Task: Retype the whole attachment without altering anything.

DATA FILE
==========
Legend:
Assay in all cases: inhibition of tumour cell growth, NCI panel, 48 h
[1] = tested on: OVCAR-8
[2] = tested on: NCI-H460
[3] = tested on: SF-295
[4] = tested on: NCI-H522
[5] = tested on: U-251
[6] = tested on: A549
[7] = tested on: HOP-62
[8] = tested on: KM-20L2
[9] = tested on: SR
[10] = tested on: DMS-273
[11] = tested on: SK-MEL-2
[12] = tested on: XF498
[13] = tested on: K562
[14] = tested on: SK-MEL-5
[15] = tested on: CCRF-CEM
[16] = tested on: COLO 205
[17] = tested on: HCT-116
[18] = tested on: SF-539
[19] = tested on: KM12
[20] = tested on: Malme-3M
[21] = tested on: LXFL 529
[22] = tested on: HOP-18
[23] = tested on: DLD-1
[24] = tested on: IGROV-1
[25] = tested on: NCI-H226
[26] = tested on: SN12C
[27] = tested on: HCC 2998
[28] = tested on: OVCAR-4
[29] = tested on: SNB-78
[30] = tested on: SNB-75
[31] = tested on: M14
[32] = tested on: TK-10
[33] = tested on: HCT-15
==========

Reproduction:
Legend:
Assay in all cases: inhibition of tumour cell growth, NCI panel, 48 h
[1] = tested on: OVCAR-8
[2] = tested on: NCI-H460
[3] = tested on: SF-295
[4] = tested on: NCI-H522
[5] = tested on: U-251
[6] = tested on: A549
[7] = tested on: HOP-62
[8] = tested on: KM-20L2
[9] = tested on: SR
[10] = tested on: DMS-273
[11] = tested on: SK-MEL-2
[12] = tested on: XF498
[13] = tested on: K562
[14] = tested on: SK-MEL-5
[15] = tested on: CCRF-CEM
[16] = tested on: COLO 205
[17] = tested on: HCT-116
[18] = tested on: SF-539
[19] = tested on: KM12
[20] = tested on: Malme-3M
[21] = tested on: LXFL 529
[22] = tested on: HOP-18
[23] = tested on: DLD-1
[24] = tested on: IGROV-1
[25] = tested on: NCI-H226
[26] = tested on: SN12C
[27] = tested on: HCC 2998
[28] = tested on: OVCAR-4
[29] = tested on: SNB-78
[30] = tested on: SNB-75
[31] = tested on: M14
[32] = tested on: TK-10
[33] = tested on: HCT-15